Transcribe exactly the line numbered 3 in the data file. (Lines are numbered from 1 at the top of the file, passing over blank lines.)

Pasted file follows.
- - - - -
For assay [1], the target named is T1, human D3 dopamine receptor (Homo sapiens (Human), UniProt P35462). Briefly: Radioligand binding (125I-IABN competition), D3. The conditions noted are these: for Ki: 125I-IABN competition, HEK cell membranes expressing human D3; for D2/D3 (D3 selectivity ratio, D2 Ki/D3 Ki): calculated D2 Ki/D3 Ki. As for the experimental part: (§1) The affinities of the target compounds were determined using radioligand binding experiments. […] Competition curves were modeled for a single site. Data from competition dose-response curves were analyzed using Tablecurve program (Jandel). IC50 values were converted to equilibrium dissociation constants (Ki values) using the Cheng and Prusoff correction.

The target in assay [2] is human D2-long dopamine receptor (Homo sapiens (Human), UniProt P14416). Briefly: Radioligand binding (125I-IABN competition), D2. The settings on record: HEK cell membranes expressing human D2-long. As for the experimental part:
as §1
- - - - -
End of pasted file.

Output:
as §1